Norwood said he thinks some government programs, like crop insurance, could encourage farming practices that will be bad for the land in the long run. He proposes using incentives to encourage practices that will preserve or even improve water quality and soil health.

“I use this model a bit when you’re a doctor: first do no harm. We do things today where we harm the system,” Norwood said. “The first responsibility is to protect the resource. If we don’t protect the resource, we trade current productivity for future productivity.

“It’s an intergenerational issue. And I think we have a moral and ethical responsibility not to make the system fail.

Early voting is underway. Election day is November 8.

Comments: (515) 355-1300, erin.murphy@thegazette.com

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Woodstock Council Approves Funding for HomeShare Program https://nflandtrust.org/woodstock-council-approves-funding-for-homeshare-program/ Mon, 24 Oct 2022 21:35:31 +0000 https://nflandtrust.org/woodstock-council-approves-funding-for-homeshare-program/ Woodstock City Council approved the use of federal funding for one of three proposed housing initiatives in a split vote after two council members pleaded for more money. Supervisor Bill McKenna proposed a resolution at the Oct. 18 city council meeting to use $35,000 of U.S. bailout money to fund Woodstock HomeShare’s second year, the […]]]>

Woodstock City Council approved the use of federal funding for one of three proposed housing initiatives in a split vote after two council members pleaded for more money.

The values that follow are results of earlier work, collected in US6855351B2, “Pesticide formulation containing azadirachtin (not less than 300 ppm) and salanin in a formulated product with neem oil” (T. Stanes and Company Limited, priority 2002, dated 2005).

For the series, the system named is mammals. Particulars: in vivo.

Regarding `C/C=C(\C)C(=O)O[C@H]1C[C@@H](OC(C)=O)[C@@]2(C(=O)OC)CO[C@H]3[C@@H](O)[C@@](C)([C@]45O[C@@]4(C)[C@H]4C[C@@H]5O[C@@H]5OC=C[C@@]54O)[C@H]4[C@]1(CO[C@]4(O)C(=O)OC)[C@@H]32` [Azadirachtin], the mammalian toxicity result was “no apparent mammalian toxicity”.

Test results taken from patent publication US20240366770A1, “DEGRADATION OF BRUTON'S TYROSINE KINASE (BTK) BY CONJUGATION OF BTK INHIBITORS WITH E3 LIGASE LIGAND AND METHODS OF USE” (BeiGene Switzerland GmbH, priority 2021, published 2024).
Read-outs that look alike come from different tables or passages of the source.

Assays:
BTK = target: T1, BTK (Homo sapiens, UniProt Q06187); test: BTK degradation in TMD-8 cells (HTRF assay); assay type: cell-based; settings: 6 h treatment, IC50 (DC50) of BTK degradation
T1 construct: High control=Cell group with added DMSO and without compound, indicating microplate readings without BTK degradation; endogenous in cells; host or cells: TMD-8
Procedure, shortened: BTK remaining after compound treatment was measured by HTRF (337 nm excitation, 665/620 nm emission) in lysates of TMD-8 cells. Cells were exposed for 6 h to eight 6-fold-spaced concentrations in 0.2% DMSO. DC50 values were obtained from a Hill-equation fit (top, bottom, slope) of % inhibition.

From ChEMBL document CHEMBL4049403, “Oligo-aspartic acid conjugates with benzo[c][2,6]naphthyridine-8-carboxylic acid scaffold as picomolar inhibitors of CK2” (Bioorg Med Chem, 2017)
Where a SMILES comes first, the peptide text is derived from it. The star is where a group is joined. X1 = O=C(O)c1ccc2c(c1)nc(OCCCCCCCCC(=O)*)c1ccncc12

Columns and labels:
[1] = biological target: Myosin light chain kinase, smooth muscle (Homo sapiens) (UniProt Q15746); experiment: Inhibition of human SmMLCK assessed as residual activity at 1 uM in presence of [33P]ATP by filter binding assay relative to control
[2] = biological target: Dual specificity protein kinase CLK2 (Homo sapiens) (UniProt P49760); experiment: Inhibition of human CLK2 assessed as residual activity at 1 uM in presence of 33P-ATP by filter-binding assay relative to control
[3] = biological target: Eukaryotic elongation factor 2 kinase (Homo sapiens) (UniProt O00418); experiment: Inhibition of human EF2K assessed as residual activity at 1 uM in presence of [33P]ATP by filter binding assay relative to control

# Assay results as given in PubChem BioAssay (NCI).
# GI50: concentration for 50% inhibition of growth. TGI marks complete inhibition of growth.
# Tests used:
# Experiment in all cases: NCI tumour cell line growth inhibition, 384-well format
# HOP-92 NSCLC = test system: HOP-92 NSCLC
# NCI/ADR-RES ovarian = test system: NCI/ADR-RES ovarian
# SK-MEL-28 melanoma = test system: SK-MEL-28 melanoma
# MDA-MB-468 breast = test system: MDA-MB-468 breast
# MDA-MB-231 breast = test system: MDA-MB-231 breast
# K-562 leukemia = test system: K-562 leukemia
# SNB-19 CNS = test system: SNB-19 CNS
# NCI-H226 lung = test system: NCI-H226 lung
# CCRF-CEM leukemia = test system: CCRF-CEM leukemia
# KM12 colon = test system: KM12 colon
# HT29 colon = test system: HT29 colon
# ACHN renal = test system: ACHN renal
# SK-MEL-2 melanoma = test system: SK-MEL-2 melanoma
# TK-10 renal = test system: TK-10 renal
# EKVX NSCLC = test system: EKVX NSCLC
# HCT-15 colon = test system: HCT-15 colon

Supervisor Bill McKenna proposed a resolution at the Oct. 18 city council meeting to use $35,000 of U.S. bailout money to fund Woodstock HomeShare’s second year, the amount requested by program coordinators and the city’s Housing Watch Task Force. Members of the Housing Committee and the Housing Task Force expressed concern that increased funding for the HomeShare program could hurt the other two proposals.

McKenna and board members Reggie Earls and Laura Ricci voted in favor of $35,000 in funding for HomeShare Woodstock while Bennet Ratcliff and Maria-Elena Conte voted against because they supported increasing the amount to $50,000 in funding.

“Last year we talked about it. It was $150,000…$100,000 for housing and $50,000 for HomeShare. That’s what was promised,” Conte said, explaining his “no” vote. “.

“Maria Elena. You are our liaison officer. Really?” Housing committee member Urana Kinlen said with disappointment. “That’s what we’re asking now. You’re our liaison.

Ratcliff seemed to favor the $35,000, but still voted “no” because he was in favor of increased funding.

“I understand that the initial one-time payment that was requested was $50,000, and I understand that the housing committee has revised their request to $35,000. I know a payment of $15,000 was made at some point this year,” Ratcliff said. “I don’t understand why we wouldn’t want the initial one-time payment to be $50,000.”